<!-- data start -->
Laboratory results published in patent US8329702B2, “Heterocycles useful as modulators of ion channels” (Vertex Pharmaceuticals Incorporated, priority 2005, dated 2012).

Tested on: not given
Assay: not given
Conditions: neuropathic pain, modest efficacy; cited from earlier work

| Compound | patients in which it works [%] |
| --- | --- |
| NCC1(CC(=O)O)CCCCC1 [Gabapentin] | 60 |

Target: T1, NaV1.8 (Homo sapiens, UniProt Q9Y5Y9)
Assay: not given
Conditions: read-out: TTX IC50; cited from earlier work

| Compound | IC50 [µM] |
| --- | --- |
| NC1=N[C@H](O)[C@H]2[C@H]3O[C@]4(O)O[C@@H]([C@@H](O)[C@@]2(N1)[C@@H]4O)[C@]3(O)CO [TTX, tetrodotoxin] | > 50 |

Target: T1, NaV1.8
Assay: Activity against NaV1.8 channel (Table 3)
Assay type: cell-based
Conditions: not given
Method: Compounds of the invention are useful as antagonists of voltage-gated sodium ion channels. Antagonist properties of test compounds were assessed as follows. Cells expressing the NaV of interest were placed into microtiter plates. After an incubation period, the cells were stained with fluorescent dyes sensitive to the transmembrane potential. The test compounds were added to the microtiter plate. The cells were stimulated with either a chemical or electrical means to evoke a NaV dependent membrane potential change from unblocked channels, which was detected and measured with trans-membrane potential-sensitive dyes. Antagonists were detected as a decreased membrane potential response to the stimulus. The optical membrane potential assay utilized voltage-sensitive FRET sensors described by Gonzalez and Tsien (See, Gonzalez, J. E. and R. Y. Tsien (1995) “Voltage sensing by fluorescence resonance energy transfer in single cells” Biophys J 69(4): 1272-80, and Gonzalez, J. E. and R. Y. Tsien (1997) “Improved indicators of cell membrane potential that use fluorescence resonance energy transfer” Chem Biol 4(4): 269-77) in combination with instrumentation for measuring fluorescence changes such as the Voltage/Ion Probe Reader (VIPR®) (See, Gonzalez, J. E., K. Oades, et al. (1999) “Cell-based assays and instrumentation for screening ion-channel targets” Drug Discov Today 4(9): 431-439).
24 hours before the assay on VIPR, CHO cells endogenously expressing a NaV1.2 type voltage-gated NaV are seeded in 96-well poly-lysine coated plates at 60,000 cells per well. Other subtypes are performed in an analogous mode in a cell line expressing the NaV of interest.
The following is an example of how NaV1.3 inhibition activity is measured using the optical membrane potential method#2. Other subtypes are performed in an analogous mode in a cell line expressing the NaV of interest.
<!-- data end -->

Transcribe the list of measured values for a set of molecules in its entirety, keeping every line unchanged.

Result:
Laboratory results published in patent US8329702B2, “Heterocycles useful as modulators of ion channels” (Vertex Pharmaceuticals Incorporated, priority 2005, dated 2012).

Tested on: not given
Assay: not given
Conditions: neuropathic pain, modest efficacy; cited from earlier work

| Compound | patients in which it works [%] |
| --- | --- |
| NCC1(CC(=O)O)CCCCC1 [Gabapentin] | 60 |

Target: T1, NaV1.8 (Homo sapiens, UniProt Q9Y5Y9)
Assay: not given
Conditions: read-out: TTX IC50; cited from earlier work

| Compound | IC50 [µM] |
| --- | --- |
| NC1=N[C@H](O)[C@H]2[C@H]3O[C@]4(O)O[C@@H]([C@@H](O)[C@@]2(N1)[C@@H]4O)[C@]3(O)CO [TTX, tetrodotoxin] | > 50 |

Target: T1, NaV1.8
Assay: Activity against NaV1.8 channel (Table 3)
Assay type: cell-based
Conditions: not given
Method: Compounds of the invention are useful as antagonists of voltage-gated sodium ion channels. Antagonist properties of test compounds were assessed as follows. Cells expressing the NaV of interest were placed into microtiter plates. After an incubation period, the cells were stained with fluorescent dyes sensitive to the transmembrane potential. The test compounds were added to the microtiter plate. The cells were stimulated with either a chemical or electrical means to evoke a NaV dependent membrane potential change from unblocked channels, which was detected and measured with trans-membrane potential-sensitive dyes. Antagonists were detected as a decreased membrane potential response to the stimulus. The optical membrane potential assay utilized voltage-sensitive FRET sensors described by Gonzalez and Tsien (See, Gonzalez, J. E. and R. Y. Tsien (1995) “Voltage sensing by fluorescence resonance energy transfer in single cells” Biophys J 69(4): 1272-80, and Gonzalez, J. E. and R. Y. Tsien (1997) “Improved indicators of cell membrane potential that use fluorescence resonance energy transfer” Chem Biol 4(4): 269-77) in combination with instrumentation for measuring fluorescence changes such as the Voltage/Ion Probe Reader (VIPR®) (See, Gonzalez, J. E., K. Oades, et al. (1999) “Cell-based assays and instrumentation for screening ion-channel targets” Drug Discov Today 4(9): 431-439).
24 hours before the assay on VIPR, CHO cells endogenously expressing a NaV1.2 type voltage-gated NaV are seeded in 96-well poly-lysine coated plates at 60,000 cells per well. Other subtypes are performed in an analogous mode in a cell line expressing the NaV of interest.
The following is an example of how NaV1.3 inhibition activity is measured using the optical membrane potential method#2. Other subtypes are performed in an analogous mode in a cell line expressing the NaV of interest.